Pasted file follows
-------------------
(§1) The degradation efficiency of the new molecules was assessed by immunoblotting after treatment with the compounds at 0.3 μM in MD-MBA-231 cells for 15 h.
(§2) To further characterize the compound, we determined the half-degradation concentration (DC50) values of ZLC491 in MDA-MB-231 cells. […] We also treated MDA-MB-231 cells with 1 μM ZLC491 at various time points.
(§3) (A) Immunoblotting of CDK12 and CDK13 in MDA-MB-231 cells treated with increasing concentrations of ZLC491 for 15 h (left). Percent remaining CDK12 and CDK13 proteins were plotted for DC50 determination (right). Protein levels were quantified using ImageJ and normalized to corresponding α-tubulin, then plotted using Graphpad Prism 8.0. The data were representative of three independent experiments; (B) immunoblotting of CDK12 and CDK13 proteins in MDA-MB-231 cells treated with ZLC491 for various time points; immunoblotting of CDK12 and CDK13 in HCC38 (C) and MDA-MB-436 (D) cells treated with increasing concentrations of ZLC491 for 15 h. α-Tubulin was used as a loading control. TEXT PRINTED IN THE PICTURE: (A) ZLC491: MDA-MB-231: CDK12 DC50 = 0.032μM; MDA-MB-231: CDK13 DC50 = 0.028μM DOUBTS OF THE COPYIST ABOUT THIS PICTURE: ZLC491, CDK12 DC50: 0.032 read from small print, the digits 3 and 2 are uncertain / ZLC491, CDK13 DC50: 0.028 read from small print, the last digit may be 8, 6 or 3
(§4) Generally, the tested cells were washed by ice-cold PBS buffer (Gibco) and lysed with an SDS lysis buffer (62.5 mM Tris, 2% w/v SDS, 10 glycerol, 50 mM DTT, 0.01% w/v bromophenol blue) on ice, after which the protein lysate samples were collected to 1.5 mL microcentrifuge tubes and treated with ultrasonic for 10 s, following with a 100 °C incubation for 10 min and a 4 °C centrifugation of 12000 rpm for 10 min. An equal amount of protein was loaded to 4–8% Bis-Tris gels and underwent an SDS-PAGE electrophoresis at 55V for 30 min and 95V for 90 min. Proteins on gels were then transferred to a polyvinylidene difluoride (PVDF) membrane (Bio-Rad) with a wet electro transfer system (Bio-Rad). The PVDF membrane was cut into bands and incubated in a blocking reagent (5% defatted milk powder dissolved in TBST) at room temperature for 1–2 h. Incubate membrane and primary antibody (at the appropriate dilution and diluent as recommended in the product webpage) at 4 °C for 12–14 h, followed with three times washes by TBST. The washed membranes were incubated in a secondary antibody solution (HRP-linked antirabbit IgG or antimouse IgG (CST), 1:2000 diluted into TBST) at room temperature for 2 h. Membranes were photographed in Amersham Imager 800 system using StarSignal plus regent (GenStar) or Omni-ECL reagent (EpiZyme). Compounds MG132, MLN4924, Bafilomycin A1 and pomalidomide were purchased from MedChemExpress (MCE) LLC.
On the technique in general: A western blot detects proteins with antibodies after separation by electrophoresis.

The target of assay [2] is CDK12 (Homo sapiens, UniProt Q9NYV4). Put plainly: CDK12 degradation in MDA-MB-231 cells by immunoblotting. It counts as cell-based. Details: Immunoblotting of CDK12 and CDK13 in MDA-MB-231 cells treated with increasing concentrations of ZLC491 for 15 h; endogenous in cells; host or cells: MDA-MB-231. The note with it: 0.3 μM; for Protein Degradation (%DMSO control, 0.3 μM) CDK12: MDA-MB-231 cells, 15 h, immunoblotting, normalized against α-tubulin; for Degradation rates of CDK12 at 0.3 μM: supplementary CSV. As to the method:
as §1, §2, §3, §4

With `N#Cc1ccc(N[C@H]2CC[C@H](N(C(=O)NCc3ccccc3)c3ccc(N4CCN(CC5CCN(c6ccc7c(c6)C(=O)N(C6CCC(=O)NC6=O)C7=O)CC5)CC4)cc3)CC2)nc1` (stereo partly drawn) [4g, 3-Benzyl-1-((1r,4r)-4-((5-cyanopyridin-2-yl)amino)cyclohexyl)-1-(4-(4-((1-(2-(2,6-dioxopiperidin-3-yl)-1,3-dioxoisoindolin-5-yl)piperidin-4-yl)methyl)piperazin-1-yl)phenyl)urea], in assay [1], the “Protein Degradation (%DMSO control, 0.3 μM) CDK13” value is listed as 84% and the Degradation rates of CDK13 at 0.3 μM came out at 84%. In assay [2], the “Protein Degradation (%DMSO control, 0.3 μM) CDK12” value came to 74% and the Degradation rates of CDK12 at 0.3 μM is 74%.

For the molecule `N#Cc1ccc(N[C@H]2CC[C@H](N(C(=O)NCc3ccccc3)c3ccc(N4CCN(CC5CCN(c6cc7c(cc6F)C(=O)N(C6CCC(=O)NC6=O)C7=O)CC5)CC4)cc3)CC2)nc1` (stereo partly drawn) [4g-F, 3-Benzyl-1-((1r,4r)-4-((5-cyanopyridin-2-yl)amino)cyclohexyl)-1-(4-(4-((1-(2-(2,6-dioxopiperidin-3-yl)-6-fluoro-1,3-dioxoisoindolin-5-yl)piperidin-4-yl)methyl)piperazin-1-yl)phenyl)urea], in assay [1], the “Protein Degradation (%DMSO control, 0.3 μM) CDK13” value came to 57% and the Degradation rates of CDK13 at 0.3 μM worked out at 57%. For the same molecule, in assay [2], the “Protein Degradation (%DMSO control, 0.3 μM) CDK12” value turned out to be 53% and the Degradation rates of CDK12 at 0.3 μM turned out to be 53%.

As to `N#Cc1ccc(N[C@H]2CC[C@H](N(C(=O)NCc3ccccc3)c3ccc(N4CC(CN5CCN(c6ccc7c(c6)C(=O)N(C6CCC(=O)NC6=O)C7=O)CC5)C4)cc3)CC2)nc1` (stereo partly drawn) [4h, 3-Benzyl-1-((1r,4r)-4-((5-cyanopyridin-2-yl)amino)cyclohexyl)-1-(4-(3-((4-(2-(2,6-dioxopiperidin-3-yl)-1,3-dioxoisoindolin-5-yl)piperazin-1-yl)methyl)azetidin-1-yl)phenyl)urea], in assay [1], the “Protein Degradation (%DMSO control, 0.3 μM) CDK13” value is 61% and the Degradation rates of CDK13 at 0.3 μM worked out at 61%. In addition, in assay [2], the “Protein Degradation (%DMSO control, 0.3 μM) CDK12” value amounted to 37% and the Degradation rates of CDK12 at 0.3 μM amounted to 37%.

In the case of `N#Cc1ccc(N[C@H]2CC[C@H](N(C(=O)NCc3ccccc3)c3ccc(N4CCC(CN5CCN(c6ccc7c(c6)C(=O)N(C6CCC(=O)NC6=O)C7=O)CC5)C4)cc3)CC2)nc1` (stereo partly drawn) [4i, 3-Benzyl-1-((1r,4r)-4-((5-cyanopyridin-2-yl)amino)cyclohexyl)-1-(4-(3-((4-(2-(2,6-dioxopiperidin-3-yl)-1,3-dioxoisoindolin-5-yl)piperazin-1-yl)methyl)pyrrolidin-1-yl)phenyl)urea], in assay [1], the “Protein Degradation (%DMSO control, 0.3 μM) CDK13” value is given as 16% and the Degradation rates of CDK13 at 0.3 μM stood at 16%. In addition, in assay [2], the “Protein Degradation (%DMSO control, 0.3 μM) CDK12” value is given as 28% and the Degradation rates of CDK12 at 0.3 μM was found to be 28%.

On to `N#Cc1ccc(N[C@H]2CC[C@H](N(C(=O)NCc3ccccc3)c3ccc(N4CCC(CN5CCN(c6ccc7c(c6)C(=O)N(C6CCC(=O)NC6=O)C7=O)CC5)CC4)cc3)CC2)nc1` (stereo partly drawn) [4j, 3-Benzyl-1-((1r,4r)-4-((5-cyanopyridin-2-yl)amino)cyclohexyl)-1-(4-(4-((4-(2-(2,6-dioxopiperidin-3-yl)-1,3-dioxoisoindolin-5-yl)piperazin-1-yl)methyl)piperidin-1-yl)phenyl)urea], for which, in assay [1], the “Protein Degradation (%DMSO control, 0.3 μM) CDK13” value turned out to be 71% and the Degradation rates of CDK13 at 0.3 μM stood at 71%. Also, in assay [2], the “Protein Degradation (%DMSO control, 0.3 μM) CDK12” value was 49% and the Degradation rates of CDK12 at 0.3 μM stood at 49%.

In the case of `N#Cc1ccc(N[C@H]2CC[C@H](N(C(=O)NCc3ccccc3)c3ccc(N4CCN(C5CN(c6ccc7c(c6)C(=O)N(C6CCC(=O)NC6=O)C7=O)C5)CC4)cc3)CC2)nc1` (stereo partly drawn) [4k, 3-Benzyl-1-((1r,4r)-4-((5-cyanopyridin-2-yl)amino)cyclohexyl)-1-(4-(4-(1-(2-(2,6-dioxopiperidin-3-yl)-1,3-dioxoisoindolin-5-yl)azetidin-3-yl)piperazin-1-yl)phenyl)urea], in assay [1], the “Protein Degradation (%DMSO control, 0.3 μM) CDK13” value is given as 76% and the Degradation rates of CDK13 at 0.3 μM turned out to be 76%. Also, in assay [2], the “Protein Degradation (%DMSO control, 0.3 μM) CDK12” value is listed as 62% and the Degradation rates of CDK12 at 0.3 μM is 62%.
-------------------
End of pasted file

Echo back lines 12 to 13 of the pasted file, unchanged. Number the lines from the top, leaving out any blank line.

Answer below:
On to `N#Cc1ccc(N[C@H]2CC[C@H](N(C(=O)NCc3ccccc3)c3ccc(N4CCC(CN5CCN(c6ccc7c(c6)C(=O)N(C6CCC(=O)NC6=O)C7=O)CC5)CC4)cc3)CC2)nc1` (stereo partly drawn) [4j, 3-Benzyl-1-((1r,4r)-4-((5-cyanopyridin-2-yl)amino)cyclohexyl)-1-(4-(4-((4-(2-(2,6-dioxopiperidin-3-yl)-1,3-dioxoisoindolin-5-yl)piperazin-1-yl)methyl)piperidin-1-yl)phenyl)urea], for which, in assay [1], the “Protein Degradation (%DMSO control, 0.3 μM) CDK13” value turned out to be 71% and the Degradation rates of CDK13 at 0.3 μM stood at 71%. Also, in assay [2], the “Protein Degradation (%DMSO control, 0.3 μM) CDK12” value was 49% and the Degradation rates of CDK12 at 0.3 μM stood at 49%.

In the case of `N#Cc1ccc(N[C@H]2CC[C@H](N(C(=O)NCc3ccccc3)c3ccc(N4CCN(C5CN(c6ccc7c(c6)C(=O)N(C6CCC(=O)NC6=O)C7=O)C5)CC4)cc3)CC2)nc1` (stereo partly drawn) [4k, 3-Benzyl-1-((1r,4r)-4-((5-cyanopyridin-2-yl)amino)cyclohexyl)-1-(4-(4-(1-(2-(2,6-dioxopiperidin-3-yl)-1,3-dioxoisoindolin-5-yl)azetidin-3-yl)piperazin-1-yl)phenyl)urea], in assay [1], the “Protein Degradation (%DMSO control, 0.3 μM) CDK13” value is given as 76% and the Degradation rates of CDK13 at 0.3 μM turned out to be 76%. Also, in assay [2], the “Protein Degradation (%DMSO control, 0.3 μM) CDK12” value is listed as 62% and the Degradation rates of CDK12 at 0.3 μM is 62%.